• Counselor or psychologist - aid the child and family in keeping their feelings about the disease and its treatment "sorted out"
  • Orthopedic surgeon - in the event that surgery is necessary during the treatment course of JIA
  • Dietician - it is important for children with JIA to maintain a healthy weight to ease some of the burden on weight bearing joints. It is also important to ensure the child has a balanced diet with all essential nutrients
  • Pharmacist - another level to ensure that the medications prescribed for the treatment of JIA and any other medications the child might be taking do not potentially negatively interact with each other and/or food the child might consume
  • Social worker - may help the child and the family to identify helpful resources for the treatment of JIA
  • Rheumatology nurse - serve as a way-lay between the doctor and patient in between office visits
  • School nurse - help the child manage the disease while at school, if school-age

In addition to medications to treat JIA other symptom reducers include:

  • Hot or cold packs
  • Warm baths or showers
  • Gentle ROM
  • Staying active to maintain function and ROM, a great form of exercise is swimming because it is low impact and does not require repetitive stress to load bearing joints
  • Maintaining a healthy weight is extremely important to reduce the stress of weight bearing joints
  • Physical therapy treatments
  • Relaxation techniques for releasing muscle tension[3]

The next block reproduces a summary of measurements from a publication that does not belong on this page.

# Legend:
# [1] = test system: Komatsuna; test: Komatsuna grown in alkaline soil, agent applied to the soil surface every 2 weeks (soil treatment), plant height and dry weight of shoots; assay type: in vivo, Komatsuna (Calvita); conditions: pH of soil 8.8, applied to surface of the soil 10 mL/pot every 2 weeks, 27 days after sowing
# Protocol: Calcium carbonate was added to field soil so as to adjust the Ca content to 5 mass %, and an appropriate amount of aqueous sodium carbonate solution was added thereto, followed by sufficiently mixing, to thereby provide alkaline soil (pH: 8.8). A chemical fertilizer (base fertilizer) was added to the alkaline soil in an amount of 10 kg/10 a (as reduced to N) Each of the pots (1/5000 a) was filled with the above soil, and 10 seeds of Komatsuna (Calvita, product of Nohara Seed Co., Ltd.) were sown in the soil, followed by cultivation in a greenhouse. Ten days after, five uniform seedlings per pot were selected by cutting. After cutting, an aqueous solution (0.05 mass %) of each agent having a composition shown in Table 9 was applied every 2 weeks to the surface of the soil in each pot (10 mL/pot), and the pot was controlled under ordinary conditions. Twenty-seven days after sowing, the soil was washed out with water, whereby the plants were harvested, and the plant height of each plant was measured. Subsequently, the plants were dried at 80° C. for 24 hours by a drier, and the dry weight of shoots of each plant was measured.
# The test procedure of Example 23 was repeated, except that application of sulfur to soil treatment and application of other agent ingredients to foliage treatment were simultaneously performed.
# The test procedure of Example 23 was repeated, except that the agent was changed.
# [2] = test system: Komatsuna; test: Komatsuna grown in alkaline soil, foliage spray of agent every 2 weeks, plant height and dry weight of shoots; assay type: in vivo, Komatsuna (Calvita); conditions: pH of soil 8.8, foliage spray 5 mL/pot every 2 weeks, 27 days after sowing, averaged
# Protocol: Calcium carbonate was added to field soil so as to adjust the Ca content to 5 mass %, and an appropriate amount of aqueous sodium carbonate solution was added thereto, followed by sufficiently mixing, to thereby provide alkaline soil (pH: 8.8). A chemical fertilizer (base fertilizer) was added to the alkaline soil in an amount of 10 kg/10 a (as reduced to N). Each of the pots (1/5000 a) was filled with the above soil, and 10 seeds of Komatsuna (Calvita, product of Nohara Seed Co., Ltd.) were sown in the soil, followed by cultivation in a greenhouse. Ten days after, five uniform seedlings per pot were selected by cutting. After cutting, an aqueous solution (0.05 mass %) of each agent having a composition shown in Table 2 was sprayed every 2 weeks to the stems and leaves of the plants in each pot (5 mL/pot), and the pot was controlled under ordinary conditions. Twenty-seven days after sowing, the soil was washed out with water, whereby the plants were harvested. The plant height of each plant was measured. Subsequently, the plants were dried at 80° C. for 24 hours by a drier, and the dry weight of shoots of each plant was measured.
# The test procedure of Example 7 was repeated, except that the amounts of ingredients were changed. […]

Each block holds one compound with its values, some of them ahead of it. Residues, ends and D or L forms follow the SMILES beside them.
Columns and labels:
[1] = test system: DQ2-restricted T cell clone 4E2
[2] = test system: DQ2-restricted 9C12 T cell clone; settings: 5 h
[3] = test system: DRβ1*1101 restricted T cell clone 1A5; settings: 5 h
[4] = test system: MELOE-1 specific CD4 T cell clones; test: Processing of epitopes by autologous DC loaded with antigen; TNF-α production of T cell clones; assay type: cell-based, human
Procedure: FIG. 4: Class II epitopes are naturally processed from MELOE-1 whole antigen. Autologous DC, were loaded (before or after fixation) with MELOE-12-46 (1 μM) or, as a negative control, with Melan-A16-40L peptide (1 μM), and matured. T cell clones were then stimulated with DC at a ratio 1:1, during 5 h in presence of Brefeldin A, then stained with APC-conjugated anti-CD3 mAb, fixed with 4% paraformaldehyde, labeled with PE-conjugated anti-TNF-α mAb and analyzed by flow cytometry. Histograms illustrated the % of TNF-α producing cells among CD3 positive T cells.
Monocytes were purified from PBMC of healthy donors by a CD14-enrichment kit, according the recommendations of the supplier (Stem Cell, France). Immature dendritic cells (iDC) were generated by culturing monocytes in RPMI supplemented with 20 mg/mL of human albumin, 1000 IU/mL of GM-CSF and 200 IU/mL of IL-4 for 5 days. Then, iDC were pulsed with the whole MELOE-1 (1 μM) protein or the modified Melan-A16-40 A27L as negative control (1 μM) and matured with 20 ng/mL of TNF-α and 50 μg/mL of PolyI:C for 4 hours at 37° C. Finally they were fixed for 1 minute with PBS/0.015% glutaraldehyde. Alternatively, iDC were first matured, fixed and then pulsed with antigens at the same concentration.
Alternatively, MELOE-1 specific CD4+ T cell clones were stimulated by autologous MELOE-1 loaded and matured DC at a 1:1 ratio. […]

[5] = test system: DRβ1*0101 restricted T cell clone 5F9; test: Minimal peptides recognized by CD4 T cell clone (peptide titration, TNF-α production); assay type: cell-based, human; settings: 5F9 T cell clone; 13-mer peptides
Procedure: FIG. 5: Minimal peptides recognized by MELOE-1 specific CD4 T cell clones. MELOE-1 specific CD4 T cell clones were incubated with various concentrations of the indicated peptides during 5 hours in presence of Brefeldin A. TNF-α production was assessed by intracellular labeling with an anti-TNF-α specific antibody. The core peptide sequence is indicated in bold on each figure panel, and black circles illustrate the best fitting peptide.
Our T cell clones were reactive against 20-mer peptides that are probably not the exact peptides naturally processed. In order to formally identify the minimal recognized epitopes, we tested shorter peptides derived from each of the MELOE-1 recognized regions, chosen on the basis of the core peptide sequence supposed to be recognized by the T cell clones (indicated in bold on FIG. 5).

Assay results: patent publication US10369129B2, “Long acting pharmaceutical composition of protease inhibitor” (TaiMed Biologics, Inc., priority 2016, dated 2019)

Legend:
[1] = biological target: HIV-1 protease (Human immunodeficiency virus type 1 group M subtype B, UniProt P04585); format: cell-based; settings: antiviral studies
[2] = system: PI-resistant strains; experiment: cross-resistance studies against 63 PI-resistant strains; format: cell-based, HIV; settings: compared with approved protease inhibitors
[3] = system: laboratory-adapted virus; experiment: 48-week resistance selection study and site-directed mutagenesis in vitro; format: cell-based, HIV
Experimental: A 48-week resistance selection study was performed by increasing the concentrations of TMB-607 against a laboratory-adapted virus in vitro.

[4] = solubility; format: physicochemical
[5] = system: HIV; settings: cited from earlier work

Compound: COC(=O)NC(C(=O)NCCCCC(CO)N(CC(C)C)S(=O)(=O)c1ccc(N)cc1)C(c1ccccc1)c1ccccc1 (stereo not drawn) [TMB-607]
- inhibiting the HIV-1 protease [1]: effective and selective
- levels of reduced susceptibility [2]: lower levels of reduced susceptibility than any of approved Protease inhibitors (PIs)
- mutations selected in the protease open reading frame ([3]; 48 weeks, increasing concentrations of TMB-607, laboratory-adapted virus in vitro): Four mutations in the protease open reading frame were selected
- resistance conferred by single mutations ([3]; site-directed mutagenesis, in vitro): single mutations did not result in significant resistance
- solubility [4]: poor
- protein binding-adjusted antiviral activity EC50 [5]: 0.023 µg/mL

Physical Therapy Management (current best evidence)

Physical therapy is an important part of the treatment of JIA. It is important for the child to remain active and involved in sports and activities with their peers and friends. While pain may limit the amount of activity a child can handle it is important to encourage involvement during periods or remission and allow rest and symptom reducing therapies during periods of flare-ups. Regular activity and general exercise programs help to maintain range of motion in affective joints, build and maintain strength, maintain function and can even help with symptom reduction.

Aspects that should be focused on during a physical therapy session are as follows[3]:

  • Muscle tone
  • Strengthening
  • Range of motion
  • Stretching
  • Education on joint protection
  • Home exercise plan
  • Education on pain reducing techniques
  • Muscle relaxation techniques
  • Splints or orthotics maybe be beneficial to help maintain normal bone and joint growth/prevent deformities during growth[4]

Some modalities that can be used to help reduce symptoms such as pain are:

  • Ultrasound
  • Paraffin wax dips (hands and feet primarily)